According to data presented by education technology company, Chegg Inc., at the WWD Digital Beauty Forum, four billion dollars is the amount of money college students are currently spending on beauty and personal care products.
This particular generation – Gen-Z – is defined as future and current consumers born between the years 1995 and 2015. According to Afterpay director of market development, Lizzy Eisenberg, they are said to be “the most highly educated, financially powerful, diverse and largest generation in history.” And even though they’re already spending a lot of money, this is only expected to increase as they age.
So what is the best way for beauty brands to get through to these new-age consumers who will one day run the world? Well, according to Chegg executive vice president of marketing services, Mitch Spolan, “they’re open to new brands, they’re avid shoppers and they’re passionate about beauty inside and out.”
It’s also essential to remember the Gen-Z consumer is both diverse and cares greatly about social causes, said Eisenberg, particularly climate change and the environment.
“Over half of Gen-Z identify as multiracial – this really forms their preferences and how they view the world, and is something brands should take into account when they market to them. They’re really socially conscious…this generation is willing to put their money where their mouth is.”
A panel of Gen-Z college students, conducted by Chegg, recently echoed the above sentiments.
US College student, Shoma, for instance, said her identity as a woman of colour hugely contributes to making purchasing decisions.
“Having strong eyebrows, especially as a woman of colour, is important to me,” she said. “I can’t leave the house without eyebrow gel. Lately I’ve been loving Florence by Mills, Millie Bobby Brown’s line.”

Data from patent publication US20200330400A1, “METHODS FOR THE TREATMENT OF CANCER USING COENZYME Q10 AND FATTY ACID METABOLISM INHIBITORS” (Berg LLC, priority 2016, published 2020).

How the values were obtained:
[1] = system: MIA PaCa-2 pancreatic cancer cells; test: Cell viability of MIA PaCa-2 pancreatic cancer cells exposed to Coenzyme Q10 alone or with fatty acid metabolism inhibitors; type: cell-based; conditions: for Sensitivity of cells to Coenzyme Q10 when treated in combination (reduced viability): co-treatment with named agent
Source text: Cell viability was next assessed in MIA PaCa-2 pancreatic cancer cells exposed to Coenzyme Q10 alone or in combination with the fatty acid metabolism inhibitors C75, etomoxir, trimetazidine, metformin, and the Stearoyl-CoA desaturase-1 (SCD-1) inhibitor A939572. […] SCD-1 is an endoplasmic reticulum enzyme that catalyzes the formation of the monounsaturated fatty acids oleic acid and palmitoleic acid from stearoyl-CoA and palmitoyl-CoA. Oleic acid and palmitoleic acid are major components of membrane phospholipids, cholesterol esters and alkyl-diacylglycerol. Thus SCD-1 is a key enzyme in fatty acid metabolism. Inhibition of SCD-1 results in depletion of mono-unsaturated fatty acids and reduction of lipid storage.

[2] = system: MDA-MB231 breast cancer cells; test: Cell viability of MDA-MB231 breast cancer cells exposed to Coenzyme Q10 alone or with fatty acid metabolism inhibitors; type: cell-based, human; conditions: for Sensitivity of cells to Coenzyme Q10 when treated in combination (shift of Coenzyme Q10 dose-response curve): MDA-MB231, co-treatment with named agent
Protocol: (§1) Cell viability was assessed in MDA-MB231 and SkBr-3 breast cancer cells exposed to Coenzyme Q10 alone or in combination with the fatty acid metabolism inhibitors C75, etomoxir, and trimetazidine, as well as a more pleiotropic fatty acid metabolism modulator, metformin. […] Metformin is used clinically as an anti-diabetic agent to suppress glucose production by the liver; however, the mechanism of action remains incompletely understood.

While influencers do play a role in making decisions, all women agreed that finding trustworthy influencers is vital.
“When an influencer is brutally honest, that’s when you know you can trust them,” said Shoshana, another college student.
“Authenticity is key,” added Ruztique, a digital intern at a marketing agency. “Let’s keep it real – [influencers] are paid to try all these products.”
Marketing and choosing the right platforms
Although the students admitted to being influenced by marketing, brands should be aware that Gen-Z do not consume their media from traditional channels. In fact, only one woman owned a television, and all women revealed they watch TV through streaming platforms.
“It’s hard to watch TV,” Shoma said. “I’m on social media most of the time, not watching TV or reading magazines. It fits my lifestyle.”
Catering to a short attention span is key, said Eisenberg, revealing that Gen-Z only has an attention span of eight seconds. “They’re consuming a lot of content – three hours a day, which is an increase from Millennials,” she said.
Because of this, bite-sized content is the best way to target the Gen-Z audience, particularly through video platforms. And while Millenials are spending their time across legacy social media platforms such as Facebook, Instagram, Twitter, Snapchat and Pinterest, Gen-Z prefer to spend larger amounts of time on a smaller number of emerging platforms, such as TikTok. According to Afterpay’s research, 85% of teens also spend a significant amount of time on YouTube.
As BD recently reported, many beauty brands have already flocked to TikTok, with Fenty Beauty recently announcing an entire house dedicated to creating TikTok content. Other brands such as Sephora, NARS Cosmetics, E.l.f. Cosmetics, and Urban Skin RX are among some of the other brands who have already jumped on board this Gen-Z targeted wagon.